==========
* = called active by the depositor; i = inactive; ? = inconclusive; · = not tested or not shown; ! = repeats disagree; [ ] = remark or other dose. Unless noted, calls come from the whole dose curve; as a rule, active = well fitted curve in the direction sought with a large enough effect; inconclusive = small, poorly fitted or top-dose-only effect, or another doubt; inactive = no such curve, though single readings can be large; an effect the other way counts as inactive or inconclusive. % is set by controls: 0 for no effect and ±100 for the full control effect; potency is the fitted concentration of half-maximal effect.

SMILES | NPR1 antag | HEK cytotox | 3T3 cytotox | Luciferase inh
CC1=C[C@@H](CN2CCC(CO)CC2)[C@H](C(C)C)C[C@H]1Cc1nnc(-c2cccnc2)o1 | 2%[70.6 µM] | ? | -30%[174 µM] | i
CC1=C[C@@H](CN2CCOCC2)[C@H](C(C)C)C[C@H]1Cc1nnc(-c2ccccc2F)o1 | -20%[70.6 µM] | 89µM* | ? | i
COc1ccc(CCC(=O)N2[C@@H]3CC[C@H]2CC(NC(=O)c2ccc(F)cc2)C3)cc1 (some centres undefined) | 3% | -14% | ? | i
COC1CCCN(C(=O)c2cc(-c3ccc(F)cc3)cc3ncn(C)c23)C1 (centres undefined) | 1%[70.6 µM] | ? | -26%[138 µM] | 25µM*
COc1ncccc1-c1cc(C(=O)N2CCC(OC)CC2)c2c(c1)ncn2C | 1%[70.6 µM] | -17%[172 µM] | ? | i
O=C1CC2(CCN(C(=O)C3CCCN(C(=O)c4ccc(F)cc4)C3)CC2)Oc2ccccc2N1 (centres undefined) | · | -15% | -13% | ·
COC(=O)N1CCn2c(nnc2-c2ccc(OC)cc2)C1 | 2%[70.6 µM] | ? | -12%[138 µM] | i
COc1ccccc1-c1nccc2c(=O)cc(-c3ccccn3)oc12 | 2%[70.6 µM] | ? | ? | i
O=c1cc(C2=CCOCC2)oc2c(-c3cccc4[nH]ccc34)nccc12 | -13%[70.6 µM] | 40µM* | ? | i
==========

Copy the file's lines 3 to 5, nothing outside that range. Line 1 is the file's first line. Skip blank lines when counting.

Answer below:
CC1=C[C@@H](CN2CCC(CO)CC2)[C@H](C(C)C)C[C@H]1Cc1nnc(-c2cccnc2)o1 | 2%[70.6 µM] | ? | -30%[174 µM] | i
CC1=C[C@@H](CN2CCOCC2)[C@H](C(C)C)C[C@H]1Cc1nnc(-c2ccccc2F)o1 | -20%[70.6 µM] | 89µM* | ? | i
COc1ccc(CCC(=O)N2[C@@H]3CC[C@H]2CC(NC(=O)c2ccc(F)cc2)C3)cc1 (some centres undefined) | 3% | -14% | ? | i